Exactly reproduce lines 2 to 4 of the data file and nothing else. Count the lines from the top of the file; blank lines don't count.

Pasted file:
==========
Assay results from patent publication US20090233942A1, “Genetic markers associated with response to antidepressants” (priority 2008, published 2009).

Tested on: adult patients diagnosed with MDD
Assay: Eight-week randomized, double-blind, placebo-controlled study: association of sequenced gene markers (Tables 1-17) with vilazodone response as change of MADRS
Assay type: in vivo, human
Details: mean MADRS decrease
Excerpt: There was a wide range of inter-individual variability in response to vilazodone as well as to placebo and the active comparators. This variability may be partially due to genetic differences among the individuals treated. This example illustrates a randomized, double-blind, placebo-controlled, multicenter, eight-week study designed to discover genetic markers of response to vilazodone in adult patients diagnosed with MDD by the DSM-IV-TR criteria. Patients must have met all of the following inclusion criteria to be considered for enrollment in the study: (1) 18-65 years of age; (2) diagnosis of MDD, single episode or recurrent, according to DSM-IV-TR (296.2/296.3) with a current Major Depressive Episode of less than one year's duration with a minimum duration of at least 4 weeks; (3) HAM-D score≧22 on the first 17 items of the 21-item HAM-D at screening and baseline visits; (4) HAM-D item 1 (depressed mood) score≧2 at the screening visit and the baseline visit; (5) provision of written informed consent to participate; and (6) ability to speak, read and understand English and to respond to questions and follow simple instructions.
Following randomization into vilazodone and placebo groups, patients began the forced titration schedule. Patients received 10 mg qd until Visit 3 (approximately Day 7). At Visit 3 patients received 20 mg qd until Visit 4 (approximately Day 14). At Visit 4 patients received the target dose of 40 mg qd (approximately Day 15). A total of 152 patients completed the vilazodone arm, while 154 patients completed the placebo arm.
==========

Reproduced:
Tested on: adult patients diagnosed with MDD
Assay: Eight-week randomized, double-blind, placebo-controlled study: association of sequenced gene markers (Tables 1-17) with vilazodone response as change of MADRS
Assay type: in vivo, human